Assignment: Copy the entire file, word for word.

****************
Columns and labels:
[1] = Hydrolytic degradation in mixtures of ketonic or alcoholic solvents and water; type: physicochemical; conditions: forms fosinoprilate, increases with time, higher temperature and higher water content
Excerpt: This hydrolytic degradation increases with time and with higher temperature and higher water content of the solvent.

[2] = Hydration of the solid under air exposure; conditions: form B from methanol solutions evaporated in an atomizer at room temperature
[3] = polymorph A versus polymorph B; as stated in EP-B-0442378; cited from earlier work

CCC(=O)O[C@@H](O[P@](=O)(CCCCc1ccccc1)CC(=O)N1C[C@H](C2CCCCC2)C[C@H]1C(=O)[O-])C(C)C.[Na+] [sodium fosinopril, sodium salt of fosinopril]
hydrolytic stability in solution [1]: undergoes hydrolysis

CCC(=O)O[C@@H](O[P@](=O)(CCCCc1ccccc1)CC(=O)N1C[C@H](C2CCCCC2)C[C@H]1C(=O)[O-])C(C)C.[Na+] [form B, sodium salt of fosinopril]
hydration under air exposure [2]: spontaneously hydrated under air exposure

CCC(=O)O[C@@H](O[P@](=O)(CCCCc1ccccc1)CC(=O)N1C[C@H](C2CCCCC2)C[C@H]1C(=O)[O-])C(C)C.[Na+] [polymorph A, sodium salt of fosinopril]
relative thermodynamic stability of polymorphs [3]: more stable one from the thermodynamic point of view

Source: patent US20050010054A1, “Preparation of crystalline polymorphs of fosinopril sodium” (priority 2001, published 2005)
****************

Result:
Columns and labels:
[1] = Hydrolytic degradation in mixtures of ketonic or alcoholic solvents and water; type: physicochemical; conditions: forms fosinoprilate, increases with time, higher temperature and higher water content
Excerpt: This hydrolytic degradation increases with time and with higher temperature and higher water content of the solvent.

[2] = Hydration of the solid under air exposure; conditions: form B from methanol solutions evaporated in an atomizer at room temperature
[3] = polymorph A versus polymorph B; as stated in EP-B-0442378; cited from earlier work

CCC(=O)O[C@@H](O[P@](=O)(CCCCc1ccccc1)CC(=O)N1C[C@H](C2CCCCC2)C[C@H]1C(=O)[O-])C(C)C.[Na+] [sodium fosinopril, sodium salt of fosinopril]
hydrolytic stability in solution [1]: undergoes hydrolysis

CCC(=O)O[C@@H](O[P@](=O)(CCCCc1ccccc1)CC(=O)N1C[C@H](C2CCCCC2)C[C@H]1C(=O)[O-])C(C)C.[Na+] [form B, sodium salt of fosinopril]
hydration under air exposure [2]: spontaneously hydrated under air exposure

CCC(=O)O[C@@H](O[P@](=O)(CCCCc1ccccc1)CC(=O)N1C[C@H](C2CCCCC2)C[C@H]1C(=O)[O-])C(C)C.[Na+] [polymorph A, sodium salt of fosinopril]
relative thermodynamic stability of polymorphs [3]: more stable one from the thermodynamic point of view

Source: patent US20050010054A1, “Preparation of crystalline polymorphs of fosinopril sodium” (priority 2001, published 2005)